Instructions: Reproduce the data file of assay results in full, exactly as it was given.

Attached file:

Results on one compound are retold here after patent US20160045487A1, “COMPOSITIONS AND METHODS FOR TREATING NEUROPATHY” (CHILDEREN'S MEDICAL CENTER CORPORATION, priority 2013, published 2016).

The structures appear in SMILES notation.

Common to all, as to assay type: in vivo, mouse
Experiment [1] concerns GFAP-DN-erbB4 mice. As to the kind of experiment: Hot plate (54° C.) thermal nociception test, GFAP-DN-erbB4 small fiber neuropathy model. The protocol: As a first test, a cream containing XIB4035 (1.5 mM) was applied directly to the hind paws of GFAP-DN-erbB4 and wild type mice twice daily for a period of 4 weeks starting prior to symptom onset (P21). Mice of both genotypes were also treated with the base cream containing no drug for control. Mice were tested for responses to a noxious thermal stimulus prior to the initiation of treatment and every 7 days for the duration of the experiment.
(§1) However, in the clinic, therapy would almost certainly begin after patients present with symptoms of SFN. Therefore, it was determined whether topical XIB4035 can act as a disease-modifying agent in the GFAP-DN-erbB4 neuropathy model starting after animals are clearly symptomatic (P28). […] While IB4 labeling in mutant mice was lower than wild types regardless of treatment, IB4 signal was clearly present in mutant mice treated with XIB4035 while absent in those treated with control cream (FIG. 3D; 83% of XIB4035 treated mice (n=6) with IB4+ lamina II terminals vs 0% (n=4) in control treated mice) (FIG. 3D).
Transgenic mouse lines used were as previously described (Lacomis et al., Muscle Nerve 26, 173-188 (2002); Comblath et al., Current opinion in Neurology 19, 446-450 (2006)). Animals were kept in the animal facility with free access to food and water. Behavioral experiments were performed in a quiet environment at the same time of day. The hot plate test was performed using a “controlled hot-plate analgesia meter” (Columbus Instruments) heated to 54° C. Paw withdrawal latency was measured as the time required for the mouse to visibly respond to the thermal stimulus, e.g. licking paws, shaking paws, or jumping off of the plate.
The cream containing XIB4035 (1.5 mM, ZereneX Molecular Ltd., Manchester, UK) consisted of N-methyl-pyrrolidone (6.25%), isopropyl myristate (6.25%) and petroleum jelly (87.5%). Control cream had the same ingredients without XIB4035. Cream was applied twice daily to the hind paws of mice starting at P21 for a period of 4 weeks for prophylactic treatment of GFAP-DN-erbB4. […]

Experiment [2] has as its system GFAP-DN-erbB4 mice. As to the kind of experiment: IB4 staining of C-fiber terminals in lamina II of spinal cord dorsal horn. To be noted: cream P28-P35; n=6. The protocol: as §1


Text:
Results on one compound are retold here after patent US20160045487A1, “COMPOSITIONS AND METHODS FOR TREATING NEUROPATHY” (CHILDEREN'S MEDICAL CENTER CORPORATION, priority 2013, published 2016).

The structures appear in SMILES notation.

Common to all, as to assay type: in vivo, mouse
Experiment [1] concerns GFAP-DN-erbB4 mice. As to the kind of experiment: Hot plate (54° C.) thermal nociception test, GFAP-DN-erbB4 small fiber neuropathy model. The protocol: As a first test, a cream containing XIB4035 (1.5 mM) was applied directly to the hind paws of GFAP-DN-erbB4 and wild type mice twice daily for a period of 4 weeks starting prior to symptom onset (P21). Mice of both genotypes were also treated with the base cream containing no drug for control. Mice were tested for responses to a noxious thermal stimulus prior to the initiation of treatment and every 7 days for the duration of the experiment.
(§1) However, in the clinic, therapy would almost certainly begin after patients present with symptoms of SFN. Therefore, it was determined whether topical XIB4035 can act as a disease-modifying agent in the GFAP-DN-erbB4 neuropathy model starting after animals are clearly symptomatic (P28). […] While IB4 labeling in mutant mice was lower than wild types regardless of treatment, IB4 signal was clearly present in mutant mice treated with XIB4035 while absent in those treated with control cream (FIG. 3D; 83% of XIB4035 treated mice (n=6) with IB4+ lamina II terminals vs 0% (n=4) in control treated mice) (FIG. 3D).
Transgenic mouse lines used were as previously described (Lacomis et al., Muscle Nerve 26, 173-188 (2002); Comblath et al., Current opinion in Neurology 19, 446-450 (2006)). Animals were kept in the animal facility with free access to food and water. Behavioral experiments were performed in a quiet environment at the same time of day. The hot plate test was performed using a “controlled hot-plate analgesia meter” (Columbus Instruments) heated to 54° C. Paw withdrawal latency was measured as the time required for the mouse to visibly respond to the thermal stimulus, e.g. licking paws, shaking paws, or jumping off of the plate.
The cream containing XIB4035 (1.5 mM, ZereneX Molecular Ltd., Manchester, UK) consisted of N-methyl-pyrrolidone (6.25%), isopropyl myristate (6.25%) and petroleum jelly (87.5%). Control cream had the same ingredients without XIB4035. Cream was applied twice daily to the hind paws of mice starting at P21 for a period of 4 weeks for prophylactic treatment of GFAP-DN-erbB4. […]

Experiment [2] has as its system GFAP-DN-erbB4 mice. As to the kind of experiment: IB4 staining of C-fiber terminals in lamina II of spinal cord dorsal horn. To be noted: cream P28-P35; n=6. The protocol: as §1